Pets and old age

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Whilst many of us consider our pet to be our “baby” regardless of how many birthdays they’ve celebrated, there is an age where they’re considered medically geriatric (old). This age depends on your pet’s breed, with small-medium breed dogs and cats often being considered geriatric at 10 to 11-years-old, large breed dogs at 8-years-old, and giant breed dogs at 7-years-old.

Many owners fear old age in their pets, and understandably feel sad that their pet is slowing down a bit. But with the right veterinary care and home environment, your pet can potentially share many more happy years with you!

Aiding mobility

Many elderly pets develop stiff joints, and get wobbly or weak when rising or walking on slippery floors. Keep your pet’s claws short to aid grip, and provide them with a slightly elevated, supportive bed that’s easier for them to get up from.

Consider purchasing non-slip mats from a hardware store to make a safe track across smooth floors, or use “Toe-Grips” (available online). Raise your pet’s food and water bowls, so they don’t have to bend down as far.

If your pet is showing signs of arthritis, ask your veterinarian about supportive medications and supplements to improve your pet’s mobility and comfort.

Monitoring health

It is a great idea to have your elderly pet weighed and examined by their regular veterinarian every six months, plus general blood and urine tests and blood pressure measurements performed at least every 12 months (or sooner if your pet shows any signs of unwellness).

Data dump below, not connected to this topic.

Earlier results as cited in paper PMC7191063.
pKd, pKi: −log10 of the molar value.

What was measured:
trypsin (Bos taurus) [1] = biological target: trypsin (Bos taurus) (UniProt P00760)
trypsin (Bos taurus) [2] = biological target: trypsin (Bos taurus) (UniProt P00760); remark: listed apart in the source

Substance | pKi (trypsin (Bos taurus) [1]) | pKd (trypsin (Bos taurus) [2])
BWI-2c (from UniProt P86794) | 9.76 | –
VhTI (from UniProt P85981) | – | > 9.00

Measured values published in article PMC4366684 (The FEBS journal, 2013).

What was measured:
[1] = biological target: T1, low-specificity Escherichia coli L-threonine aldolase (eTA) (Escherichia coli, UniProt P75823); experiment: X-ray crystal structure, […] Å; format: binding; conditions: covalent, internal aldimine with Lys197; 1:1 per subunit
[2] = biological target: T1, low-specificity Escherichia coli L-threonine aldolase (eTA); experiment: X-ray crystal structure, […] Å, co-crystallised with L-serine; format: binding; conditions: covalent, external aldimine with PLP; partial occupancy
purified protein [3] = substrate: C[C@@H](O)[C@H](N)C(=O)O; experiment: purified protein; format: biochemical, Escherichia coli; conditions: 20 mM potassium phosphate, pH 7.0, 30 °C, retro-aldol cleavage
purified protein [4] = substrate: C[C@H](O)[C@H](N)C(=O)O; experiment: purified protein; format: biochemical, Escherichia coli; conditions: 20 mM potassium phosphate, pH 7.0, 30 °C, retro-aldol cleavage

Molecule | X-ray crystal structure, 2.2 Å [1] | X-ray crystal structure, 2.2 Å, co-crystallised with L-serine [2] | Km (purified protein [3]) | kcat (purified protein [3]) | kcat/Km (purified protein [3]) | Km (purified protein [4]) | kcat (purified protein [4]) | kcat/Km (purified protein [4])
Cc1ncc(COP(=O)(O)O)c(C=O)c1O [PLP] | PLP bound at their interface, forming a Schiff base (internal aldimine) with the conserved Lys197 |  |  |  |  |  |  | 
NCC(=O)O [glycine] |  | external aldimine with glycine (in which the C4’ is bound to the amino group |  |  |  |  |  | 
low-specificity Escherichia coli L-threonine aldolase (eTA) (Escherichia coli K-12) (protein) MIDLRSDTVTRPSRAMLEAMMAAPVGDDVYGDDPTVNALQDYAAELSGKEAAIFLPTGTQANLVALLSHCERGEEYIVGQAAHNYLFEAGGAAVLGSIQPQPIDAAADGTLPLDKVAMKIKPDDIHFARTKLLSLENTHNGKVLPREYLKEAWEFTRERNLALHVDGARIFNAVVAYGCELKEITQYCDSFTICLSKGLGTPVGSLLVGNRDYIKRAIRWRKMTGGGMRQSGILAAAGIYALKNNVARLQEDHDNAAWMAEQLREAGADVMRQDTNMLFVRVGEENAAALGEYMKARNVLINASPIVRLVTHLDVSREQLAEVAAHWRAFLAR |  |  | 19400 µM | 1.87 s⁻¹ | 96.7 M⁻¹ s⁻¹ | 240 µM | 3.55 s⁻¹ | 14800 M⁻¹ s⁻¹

Make sure to keep track of basic measures of health, including appetite, thirst, behaviour, toileting, and whether your pet shows any symptoms such as vomiting, coughing, joint stiffness, or weight loss. 

This will help your vet to detect any old-age related illness as early as possible and discuss with you the best options for management of your pet’s condition.

Nursing and TLC at home

Some old pets become unable to keep themselves clean and groomed, particularly long-haired pets. If you notice your pet’s fur looking messy or tangled, start a regular routine of gentle grooming. Not only is this great for their skin and coat health, but it will allow you to promptly spot any developing lumps.

If your old pet seems to be getting confused or lost around the house, they may have “dementia” (canine cognitive dysfunction). Book a consultation with your veterinarian to discuss management options, as there are supplements and medications that can help slow your pet’s brain deterioration, and keep them calm and happy. It also helps to keep a consistent routine for your pet where possible, with daily gentle exercise (even just a slow potter up and down the street once or twice daily), and daily varied mental stimulation, such as snuffle mats, food hunts, and food puzzle toys – this keeps your pet’s mind and body active.

Old age doesn’t mean that the good times are over, but just that your pet will need a little bit more home TLC and veterinary care to keep them as comfortable, happy and healthy as possible.